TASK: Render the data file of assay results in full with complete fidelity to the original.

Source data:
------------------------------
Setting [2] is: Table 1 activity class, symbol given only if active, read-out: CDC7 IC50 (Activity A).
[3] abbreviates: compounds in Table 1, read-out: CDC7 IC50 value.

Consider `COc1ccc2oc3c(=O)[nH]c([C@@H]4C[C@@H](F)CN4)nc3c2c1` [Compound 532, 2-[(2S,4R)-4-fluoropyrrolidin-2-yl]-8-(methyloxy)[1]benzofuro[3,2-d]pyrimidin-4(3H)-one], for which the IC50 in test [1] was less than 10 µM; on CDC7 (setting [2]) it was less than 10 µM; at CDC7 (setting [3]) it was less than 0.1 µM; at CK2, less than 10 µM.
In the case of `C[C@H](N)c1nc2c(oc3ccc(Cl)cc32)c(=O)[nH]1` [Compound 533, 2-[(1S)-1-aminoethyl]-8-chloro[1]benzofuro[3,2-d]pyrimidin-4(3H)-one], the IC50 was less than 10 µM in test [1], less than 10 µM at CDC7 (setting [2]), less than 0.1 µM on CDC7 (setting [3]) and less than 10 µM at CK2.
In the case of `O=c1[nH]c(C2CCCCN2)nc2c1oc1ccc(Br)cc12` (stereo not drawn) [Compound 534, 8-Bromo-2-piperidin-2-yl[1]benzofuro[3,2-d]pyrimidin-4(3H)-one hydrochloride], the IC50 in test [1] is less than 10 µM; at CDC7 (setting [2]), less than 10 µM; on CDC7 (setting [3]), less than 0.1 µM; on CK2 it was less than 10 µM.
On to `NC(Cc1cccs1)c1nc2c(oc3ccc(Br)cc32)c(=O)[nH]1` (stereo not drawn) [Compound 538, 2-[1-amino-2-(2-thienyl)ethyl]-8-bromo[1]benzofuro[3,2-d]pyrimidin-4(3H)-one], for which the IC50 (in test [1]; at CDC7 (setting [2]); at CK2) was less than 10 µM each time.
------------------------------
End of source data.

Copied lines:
Setting [2] is: Table 1 activity class, symbol given only if active, read-out: CDC7 IC50 (Activity A).
[3] abbreviates: compounds in Table 1, read-out: CDC7 IC50 value.

Consider `COc1ccc2oc3c(=O)[nH]c([C@@H]4C[C@@H](F)CN4)nc3c2c1` [Compound 532, 2-[(2S,4R)-4-fluoropyrrolidin-2-yl]-8-(methyloxy)[1]benzofuro[3,2-d]pyrimidin-4(3H)-one], for which the IC50 in test [1] was less than 10 µM; on CDC7 (setting [2]) it was less than 10 µM; at CDC7 (setting [3]) it was less than 0.1 µM; at CK2, less than 10 µM.
In the case of `C[C@H](N)c1nc2c(oc3ccc(Cl)cc32)c(=O)[nH]1` [Compound 533, 2-[(1S)-1-aminoethyl]-8-chloro[1]benzofuro[3,2-d]pyrimidin-4(3H)-one], the IC50 was less than 10 µM in test [1], less than 10 µM at CDC7 (setting [2]), less than 0.1 µM on CDC7 (setting [3]) and less than 10 µM at CK2.
In the case of `O=c1[nH]c(C2CCCCN2)nc2c1oc1ccc(Br)cc12` (stereo not drawn) [Compound 534, 8-Bromo-2-piperidin-2-yl[1]benzofuro[3,2-d]pyrimidin-4(3H)-one hydrochloride], the IC50 in test [1] is less than 10 µM; at CDC7 (setting [2]), less than 10 µM; on CDC7 (setting [3]), less than 0.1 µM; on CK2 it was less than 10 µM.
On to `NC(Cc1cccs1)c1nc2c(oc3ccc(Br)cc32)c(=O)[nH]1` (stereo not drawn) [Compound 538, 2-[1-amino-2-(2-thienyl)ethyl]-8-bromo[1]benzofuro[3,2-d]pyrimidin-4(3H)-one], for which the IC50 (in test [1]; at CDC7 (setting [2]); at CK2) was less than 10 µM each time.